Texas slams the brakes on a major odometer fraud operation

TXDMV urges consumers to protect themselves against odometer rollbacks

Austin – A man suspected of rolling back the odometers on hundreds of vehicles to defraud innocent Texas consumers was arrested following a three-year investigation by the Texas Department of Motor Vehicles (TXDMV), the Texas Department of Public Safety (DPS), the Fort Worth Police Department, the Grand Prairie Police Department, the Tarrant County Regional Auto Crimes task force and the Tarrant County District Attorney’s office.

DPS took the suspect into custody in Grand Prairie on July 6, 2017, on a charge of tampering with an odometer; additional charges are pending. Odometer fraud is the disconnection, re-setting or “rolling back” of a vehicle’s odometer with the intent to defraud.

“The Texas Department of Motor Vehicles does not tolerate anyone ripping off Texas auto buyers,” said TXDMV Executive Director Whitney Brewster. “Mileage is a key factor that consumers use when deciding whether to buy a used vehicle. Tampering with an odometer to deceive a buyer is a serious crime that puts innocent Texans’ safety and finances at risk.”

If the odometer has been rolled back, you may end up paying hundreds or thousands of dollars more for the vehicle than what it is worth. And what you presume is a low-mileage and reasonably safe vehicle may have serious safety issues because of the hidden extra mileage.

TxDMV will contact victims whose vehicles may have had their odometers rolled back as part of this alleged crime ring, so their title records can be updated.

“Don’t let this happen to you,” said Brewster. “The best way to protect yourself from being a victim of odometer fraud is to do a little extra research before you buy.”

TxDMV offers the following “Smart Buyer” tips:

Examine the interior and exterior of the vehicle carefully: Look for clues that might indicate the vehicle has higher mileage such as wear on the tires, seats, seat belts, carpeting and other interior items. Write down the Vehicle Identification Number (VIN): Each vehicle has a unique VIN which serves as the car’s fingerprint. You can find the VIN by looking from outside at the lower portion of the window on the driver’s side. Obtain a vehicle inspection report: Use the VIN to obtain a free vehicle inspection report from www.mytxcar.org. The report shows vehicle’s safety and emissions testing history from DPS and the Texas Commission on Environmental Quality. If the report shows a decrease in mileage, the odometer may have been rolled back. Check vehicle history reports: Use the VIN to purchase a vehicle history report from a third-party provider such as CARFAX or AutoCheck. Make sure the report shows a steady increase in mileage, and look for any “flags” which may indicate problems. Do a Title Check: Use the VIN to do a Title Check on the vehicle which shows the vehicle’s title history, including odometer information.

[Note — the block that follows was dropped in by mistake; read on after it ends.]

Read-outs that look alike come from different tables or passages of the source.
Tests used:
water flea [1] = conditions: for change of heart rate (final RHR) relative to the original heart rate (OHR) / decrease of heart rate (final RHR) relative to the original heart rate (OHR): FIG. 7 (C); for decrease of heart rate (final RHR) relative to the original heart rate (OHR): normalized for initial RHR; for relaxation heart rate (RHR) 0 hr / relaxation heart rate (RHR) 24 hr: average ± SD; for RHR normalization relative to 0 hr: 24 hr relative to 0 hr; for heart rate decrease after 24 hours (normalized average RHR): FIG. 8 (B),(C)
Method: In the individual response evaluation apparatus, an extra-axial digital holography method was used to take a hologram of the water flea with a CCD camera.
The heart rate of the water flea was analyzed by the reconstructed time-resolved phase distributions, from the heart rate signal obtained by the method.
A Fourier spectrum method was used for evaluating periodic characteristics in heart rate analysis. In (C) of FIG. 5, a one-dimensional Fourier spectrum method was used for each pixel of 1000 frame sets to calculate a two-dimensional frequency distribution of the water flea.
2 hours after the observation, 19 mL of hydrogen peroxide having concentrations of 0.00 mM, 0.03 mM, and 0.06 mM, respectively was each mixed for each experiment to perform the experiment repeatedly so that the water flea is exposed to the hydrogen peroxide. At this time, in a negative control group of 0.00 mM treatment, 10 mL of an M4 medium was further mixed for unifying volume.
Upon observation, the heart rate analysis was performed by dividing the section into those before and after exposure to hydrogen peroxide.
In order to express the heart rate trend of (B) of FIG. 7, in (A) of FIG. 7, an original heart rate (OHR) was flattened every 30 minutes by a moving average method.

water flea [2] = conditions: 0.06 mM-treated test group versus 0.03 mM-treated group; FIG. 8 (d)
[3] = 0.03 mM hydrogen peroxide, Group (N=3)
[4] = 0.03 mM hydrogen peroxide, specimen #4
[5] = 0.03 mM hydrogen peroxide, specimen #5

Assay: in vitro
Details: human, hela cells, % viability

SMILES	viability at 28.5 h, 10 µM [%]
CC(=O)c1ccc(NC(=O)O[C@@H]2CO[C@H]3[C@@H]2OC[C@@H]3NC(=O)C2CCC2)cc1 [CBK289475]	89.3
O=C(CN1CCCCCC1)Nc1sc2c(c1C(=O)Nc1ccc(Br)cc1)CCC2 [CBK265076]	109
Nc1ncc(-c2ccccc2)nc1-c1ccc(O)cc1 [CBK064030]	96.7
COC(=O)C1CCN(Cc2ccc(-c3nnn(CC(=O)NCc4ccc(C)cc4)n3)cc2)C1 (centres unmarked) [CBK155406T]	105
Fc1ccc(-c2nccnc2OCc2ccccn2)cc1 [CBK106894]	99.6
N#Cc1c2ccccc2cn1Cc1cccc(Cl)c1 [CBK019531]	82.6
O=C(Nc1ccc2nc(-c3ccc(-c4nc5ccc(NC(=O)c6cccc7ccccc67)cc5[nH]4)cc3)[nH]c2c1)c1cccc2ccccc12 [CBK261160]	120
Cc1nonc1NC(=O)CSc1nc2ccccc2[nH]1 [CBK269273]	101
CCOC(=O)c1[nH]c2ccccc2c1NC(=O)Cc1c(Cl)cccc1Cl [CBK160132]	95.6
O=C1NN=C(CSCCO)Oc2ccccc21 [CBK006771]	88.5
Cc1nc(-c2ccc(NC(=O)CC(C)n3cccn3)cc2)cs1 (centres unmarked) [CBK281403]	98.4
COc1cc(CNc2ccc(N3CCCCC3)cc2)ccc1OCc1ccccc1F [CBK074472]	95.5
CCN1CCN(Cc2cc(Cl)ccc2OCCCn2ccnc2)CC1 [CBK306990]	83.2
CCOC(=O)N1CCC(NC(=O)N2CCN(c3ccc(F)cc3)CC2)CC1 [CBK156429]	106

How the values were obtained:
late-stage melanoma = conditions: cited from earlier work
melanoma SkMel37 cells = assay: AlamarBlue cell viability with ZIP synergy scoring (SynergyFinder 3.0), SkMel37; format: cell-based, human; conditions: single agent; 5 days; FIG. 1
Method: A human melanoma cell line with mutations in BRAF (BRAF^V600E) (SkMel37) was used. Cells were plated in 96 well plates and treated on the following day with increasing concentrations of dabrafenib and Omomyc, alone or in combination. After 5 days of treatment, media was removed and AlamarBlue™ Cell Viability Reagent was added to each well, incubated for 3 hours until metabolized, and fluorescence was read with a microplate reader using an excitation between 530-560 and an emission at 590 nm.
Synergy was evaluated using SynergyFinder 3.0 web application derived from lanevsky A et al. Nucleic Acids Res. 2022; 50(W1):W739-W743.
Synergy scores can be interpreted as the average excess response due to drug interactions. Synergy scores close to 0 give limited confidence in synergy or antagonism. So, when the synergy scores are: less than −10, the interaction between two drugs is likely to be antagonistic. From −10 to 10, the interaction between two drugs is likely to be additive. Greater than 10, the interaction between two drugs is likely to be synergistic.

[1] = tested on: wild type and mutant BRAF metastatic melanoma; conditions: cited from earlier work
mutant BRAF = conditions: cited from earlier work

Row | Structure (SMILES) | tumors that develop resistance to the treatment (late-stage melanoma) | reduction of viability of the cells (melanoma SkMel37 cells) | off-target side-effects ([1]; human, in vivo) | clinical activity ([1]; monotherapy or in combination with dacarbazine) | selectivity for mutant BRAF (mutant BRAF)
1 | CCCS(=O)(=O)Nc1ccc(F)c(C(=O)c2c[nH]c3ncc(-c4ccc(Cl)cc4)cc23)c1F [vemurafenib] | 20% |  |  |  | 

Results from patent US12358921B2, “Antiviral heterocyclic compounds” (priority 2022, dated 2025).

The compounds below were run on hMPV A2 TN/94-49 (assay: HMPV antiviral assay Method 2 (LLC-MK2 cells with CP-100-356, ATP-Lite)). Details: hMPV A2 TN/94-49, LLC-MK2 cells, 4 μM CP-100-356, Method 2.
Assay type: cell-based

If you believe you may be the victim of odometer fraud, you may take one or more of the following actions:

If you purchased your vehicle from a dealer, file a dealer complaint with TxDMV. File a complaint with local law enforcement. You may have a civil action and should consult an attorney. For additional information on odometer fraud prevention, visit TxDMV.gov/odometer-fraud.

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